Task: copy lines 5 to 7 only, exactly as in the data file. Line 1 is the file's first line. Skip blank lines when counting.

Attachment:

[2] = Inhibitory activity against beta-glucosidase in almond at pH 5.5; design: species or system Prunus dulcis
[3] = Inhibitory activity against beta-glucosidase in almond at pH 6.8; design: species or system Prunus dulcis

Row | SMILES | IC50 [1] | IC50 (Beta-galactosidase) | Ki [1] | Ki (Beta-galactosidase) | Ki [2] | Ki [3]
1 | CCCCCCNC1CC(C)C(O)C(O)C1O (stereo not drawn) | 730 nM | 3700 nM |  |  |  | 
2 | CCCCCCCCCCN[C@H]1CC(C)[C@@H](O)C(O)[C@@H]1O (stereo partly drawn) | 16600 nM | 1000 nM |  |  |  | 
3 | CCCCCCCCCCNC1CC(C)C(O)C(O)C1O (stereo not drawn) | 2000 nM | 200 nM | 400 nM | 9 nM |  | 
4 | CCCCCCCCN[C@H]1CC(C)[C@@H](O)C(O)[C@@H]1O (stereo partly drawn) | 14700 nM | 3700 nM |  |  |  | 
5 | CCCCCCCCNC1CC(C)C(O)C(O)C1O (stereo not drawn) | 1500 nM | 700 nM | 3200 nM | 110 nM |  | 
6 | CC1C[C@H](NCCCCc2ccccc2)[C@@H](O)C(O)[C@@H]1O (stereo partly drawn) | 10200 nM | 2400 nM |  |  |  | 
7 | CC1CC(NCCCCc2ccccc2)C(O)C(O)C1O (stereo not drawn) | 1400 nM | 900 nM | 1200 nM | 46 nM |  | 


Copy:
2 | CCCCCCCCCCN[C@H]1CC(C)[C@@H](O)C(O)[C@@H]1O (stereo partly drawn) | 16600 nM | 1000 nM |  |  |  | 
3 | CCCCCCCCCCNC1CC(C)C(O)C(O)C1O (stereo not drawn) | 2000 nM | 200 nM | 400 nM | 9 nM |  | 
4 | CCCCCCCCN[C@H]1CC(C)[C@@H](O)C(O)[C@@H]1O (stereo partly drawn) | 14700 nM | 3700 nM |  |  |  | 